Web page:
When inserting a large number of objects into the database with Django, your first thought should be to use
Continue reading Avoid Memory Issues with Django’s bulk_create
bulk_create. It is much more efficient than calling
create for each object, and it generally only results in a single query. However, when dealing with tens of thousands, hundreds of thousands, or even more objects, you may run into out of memory errors.
Views are probably the most essential part of a Django application. They provide an interface to your application for users or other external applications. It only makes sense that these need to be well-tested. At first, it can seem difficult and/or tedious to write unit tests for them. However, by decoupling your business logic from your views, testing business logic and view logic separately, and tracking code coverage, you can be confident in the reliability and accuracy of your application’s views.
Continue reading Tips for Testing Django Views
Docker is an invaluable tool that makes things like setting up your local development environment, continuous integration, and deployment a breeze. Docker is good to set up early on for any application, but it is never too late. With the help of Docker Compose, we are going to set up a Django application to install and deploy itself on any machine with only one command.
Continue reading How to Dockerize Django and Postgres
Marginal gains are minor improvements that are relatively easy to make. A single marginal gain does not have a meaningful effect, but several can aggregate into significant progress. I first read about this concept in James Clear’s Atomic Habits, and was inspired to apply this philosophy to software development. For a better understanding of what marginal gains are, read this excerpt from the book.
The most worthwhile marginal gains are the ones that take a little effort to implement and no (or almost no) effort to maintain. I like to think of these as small upfront time investments for guaranteed, long-term returns. This is especially relevant to software development. Marginal gains can be earned by making common tasks easier, altering your workflow, or even simply shifting your mindset.
Continue reading Marginal Gain #1: Make Common Tasks Easy
The combination of Django and the Django REST framework is powerful. With just three classes (a model, a viewset, and a serializer), you can have a basic CRUD endpoint up and running. Although it is easy to get set up, it is also easy to end up with a view that makes hundreds of unnecessary database queries. As database queries are relatively slow, we want to avoid them as much as possible. In order to do this, we will follow Tip #4 from my Django ORM Optimization Tips post:
Continue reading How to Optimize Your Django REST Viewsets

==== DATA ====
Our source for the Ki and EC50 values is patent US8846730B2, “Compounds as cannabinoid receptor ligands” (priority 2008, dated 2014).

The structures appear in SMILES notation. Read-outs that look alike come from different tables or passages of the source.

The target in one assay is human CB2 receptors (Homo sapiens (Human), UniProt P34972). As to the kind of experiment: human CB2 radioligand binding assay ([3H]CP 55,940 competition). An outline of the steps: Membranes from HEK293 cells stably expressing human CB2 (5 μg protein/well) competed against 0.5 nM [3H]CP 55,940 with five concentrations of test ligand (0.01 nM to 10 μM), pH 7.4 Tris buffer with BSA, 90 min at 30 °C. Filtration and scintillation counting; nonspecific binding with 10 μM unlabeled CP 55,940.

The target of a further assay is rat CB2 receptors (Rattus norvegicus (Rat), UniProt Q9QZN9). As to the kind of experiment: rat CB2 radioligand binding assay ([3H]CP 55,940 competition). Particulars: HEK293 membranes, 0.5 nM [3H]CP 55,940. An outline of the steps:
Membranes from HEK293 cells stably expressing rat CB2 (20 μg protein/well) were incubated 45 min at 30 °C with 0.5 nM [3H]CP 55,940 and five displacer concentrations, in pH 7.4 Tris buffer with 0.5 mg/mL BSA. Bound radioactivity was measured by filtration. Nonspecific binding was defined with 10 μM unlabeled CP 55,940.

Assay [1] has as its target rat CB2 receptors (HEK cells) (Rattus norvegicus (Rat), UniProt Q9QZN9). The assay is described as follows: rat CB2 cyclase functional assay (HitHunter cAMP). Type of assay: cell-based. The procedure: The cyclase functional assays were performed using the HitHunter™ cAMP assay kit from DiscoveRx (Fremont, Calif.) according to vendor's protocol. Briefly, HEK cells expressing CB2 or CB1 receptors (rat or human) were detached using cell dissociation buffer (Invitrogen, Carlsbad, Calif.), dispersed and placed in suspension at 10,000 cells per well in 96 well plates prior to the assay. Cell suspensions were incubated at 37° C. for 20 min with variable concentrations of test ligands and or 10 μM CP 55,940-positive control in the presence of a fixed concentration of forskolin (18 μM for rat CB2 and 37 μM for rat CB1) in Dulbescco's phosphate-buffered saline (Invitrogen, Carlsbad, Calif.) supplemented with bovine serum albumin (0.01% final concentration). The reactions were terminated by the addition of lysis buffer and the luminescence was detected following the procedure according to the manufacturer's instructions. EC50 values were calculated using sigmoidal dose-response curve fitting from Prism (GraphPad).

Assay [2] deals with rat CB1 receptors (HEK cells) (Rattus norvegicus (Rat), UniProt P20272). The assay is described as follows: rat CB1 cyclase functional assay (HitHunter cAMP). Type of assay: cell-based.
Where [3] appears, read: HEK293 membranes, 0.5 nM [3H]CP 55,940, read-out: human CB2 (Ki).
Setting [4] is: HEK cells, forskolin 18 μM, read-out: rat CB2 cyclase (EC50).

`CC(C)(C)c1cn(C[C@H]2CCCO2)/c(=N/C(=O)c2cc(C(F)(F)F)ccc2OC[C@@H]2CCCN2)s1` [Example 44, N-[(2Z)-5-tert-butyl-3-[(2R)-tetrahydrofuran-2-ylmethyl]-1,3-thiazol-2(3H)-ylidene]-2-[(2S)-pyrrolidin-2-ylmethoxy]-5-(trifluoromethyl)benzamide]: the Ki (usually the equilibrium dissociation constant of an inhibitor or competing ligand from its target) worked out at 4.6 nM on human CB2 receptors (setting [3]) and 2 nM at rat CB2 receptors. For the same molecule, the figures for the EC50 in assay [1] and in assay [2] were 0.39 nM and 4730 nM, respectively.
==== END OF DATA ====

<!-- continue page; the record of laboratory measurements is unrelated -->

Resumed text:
prefetch_related() when you will need foreign-key/reverse related objects.
Django views are an essential part of most Django applications. They carry out user requests to perform actions and return different types of data. Django provides two distinct methods for creating a view: function-based and class-based. Many discussions have been had over the benefits of using one over the other. I believe that the benefits of using one or the other is highly circumstantial. In this post, I will outline the guidelines I use to determine which option is better for different circumstances.
Continue reading Django Function-Based Views vs. Class-Based Views
When dealing with models with nested relationships, it may initially make sense to serialize them in a nested format. However, you may soon discover that this has a couple of potential issues.
- This structure can result in a lot of duplication in the serialized data, especially for many-to-many relationships.
- Since those objects are nested, you don’t have them all in one place for easy referencing or updating. Working around this requires tedious iteration and transformation.
Continue reading Normalize Your Django REST Serializers
When it comes to optimizing an ORM, your greatest weapon is your understanding of how your ORM works under the hood (at least at a high level). This makes understanding all of the rules and guidelines for creating a speedy application much easier. Therefore, I highly recommend reading through the Django docs on the subject at least once. My goal for this post is to condense these tips and tricks into an easily-referenceable compilation, as well as adding some of my own. Also check out my Django ORM Optimization cheat sheet for an even more condensed version.
Continue reading Django ORM Optimization Tips
If you are trying to figure out how to create a case-insensitive field for your Django models, there are several ways to go about it. If you don’t care about preserving the actual mixed-case version, you can simply convert your strings to lowercase before they get saved to the model. If you are using PostgreSQL and don’t mind a database-specific solution, you can use CITextField or similar. Otherwise, read on.
Some solutions online involve adding or customizing manager or queryset functions. While this may work okay at a basic level, it isn’t a complete solution, and doesn’t actually prevent you from inserting a duplicate case-insensitive value.
I have discovered a solution that is clean, enforces case-insensitive uniqueness, and works for all Django lookups that have case-insensitive versions.
Continue reading Case-Insensitive Fields in Django Models
Continue reading Combining Inherited Django Forms in the Same FormView